Category Archives: Teaching History

Ontario History Curriculum: Many Questions to be Answered

By Samantha Cutrara This academic year I’ll be writing a series of blog posts for Active History focused on history education in Canada. In these posts, I’ll be outlining the Canadian History and Social Studies curricula for each province and identifying some possible opportunities for collaboration between historians/archivists and teachers in elementary and secondary schools. As I mentioned in my… Read more »

The Hubris of Academe, or, “Students Suck”

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By Elise Chenier There are few moments in life as self-defining as being awarded a PhD. I got mine in 2001 from Queen’s University, one of Canada’s “top” schools. The ceremony required me to kneel before the Chancellor who tapped me once on each shoulder with his mortarboard. It did its magic. When I stood up and crossed that stage,… Read more »

Do you know what the children are learning?

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By Samantha Cutrara What is the purpose of learning history? Are we doomed to repeat it? Do we lose grounding? Are we stranded without space or place? Does history provide us with the skills for understanding evidence or content for narrating experience? As adults, as educators, as historians, we answer these questions with a blend of cliché and seriousness, never… Read more »

Why so dull Canada? Deconstructing Children’s Books on Confederation

Canadian history is often perceived as dull, but I argue that Canada’s history has been made dull in order to obfuscate the diversity of experiences that were legislatively supposed to be outside the experience of the newly confederated Canada

“In Defense of … “: Historical Thinking and Cultural Appropriation

By Andrew Nurse This is the second essay in a three part series on historical thinking and cultural appropriation. For the first part in the series, click here. One of the key characteristics of the commentaries that defend cultural appropriation is that they come in the guise of history. A friend sent me one today that referred back to Elvis… Read more »

Dreams of This as Home: Chinese labourers in children’s history books

Samantha Cutrara, PhD My last two blog posts for ActiveHistoy.ca deconstructed pre- and post-Confederation Canadian history in children’s books. My findings suggested that stories that explored difficult histories or social justice topics often did not connect these stories to larger national forces and thus felt isolated from the rest of Canadian history. These findings suggest a dangerous separation. Historians, teachers,… Read more »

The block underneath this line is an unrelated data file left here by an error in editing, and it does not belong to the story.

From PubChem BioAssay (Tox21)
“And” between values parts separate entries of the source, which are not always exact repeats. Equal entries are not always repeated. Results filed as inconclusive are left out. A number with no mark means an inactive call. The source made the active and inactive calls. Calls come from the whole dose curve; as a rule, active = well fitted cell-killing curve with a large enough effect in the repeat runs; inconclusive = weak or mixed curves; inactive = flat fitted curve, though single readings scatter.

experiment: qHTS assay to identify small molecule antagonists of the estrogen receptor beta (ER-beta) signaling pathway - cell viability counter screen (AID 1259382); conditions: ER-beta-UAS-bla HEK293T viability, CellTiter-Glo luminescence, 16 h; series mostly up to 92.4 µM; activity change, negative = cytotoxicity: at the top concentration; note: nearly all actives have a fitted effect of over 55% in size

Teaching the Legacy of the Sixties Scoop and Addressing Ongoing Child Welfare Inequality in the Classroom

Krista McCracken Over the past six years, while working at the Shingwauk Residential Schools Centre, I’ve seen a significant growth of awareness among students and community groups about the history residential schools.  Granted, this awareness can still be hit and miss and there are definitely still many misconceptions about residential schools, however an increasing number of visitors come to the… Read more »

Doing The Work: The Historian’s Place in Indigenization and Decolonization

Skylee-Storm Hogan and Krista McCracken Indigenization and decolonize are words that seem to be permeating institutional conversations in the heritage world and in the post-secondary field right now.  Despite the  frequent use of these words there are still many questions about what the terms mean and how they can be moved into practice. Earlier this month Dr. Shuaneen Pete spoke… Read more »

Deconstructing Children’s History Books: Residential Schools

By Samantha Cutrara Children’s historical books can serve many purposes. They can teach children about history, as well as develop emotion and empathy about figures from the past. In “Recreating the Past,” Evelyn Freeman and Linda Levstik argue that children’s historical fiction fosters ongoing process of historical interpretation in which the child is an active participant (pg. 331). From my own experience… Read more »

Dusting off the history of drought on the Canadian Prairies in the 1930s

By George Colpitts, Shannon Stunden Bower and Bill Waiser [Editors note: this post was prepared for both our website and NiCHE-Canada.org where it was published on Monday, November 28, 2016]. The dustbowl years on the Canadian prairies live on in the imaginations and landscapes of Western Canadians. Elderly survivors might still leave teacups upside down on saucers, as they did… Read more »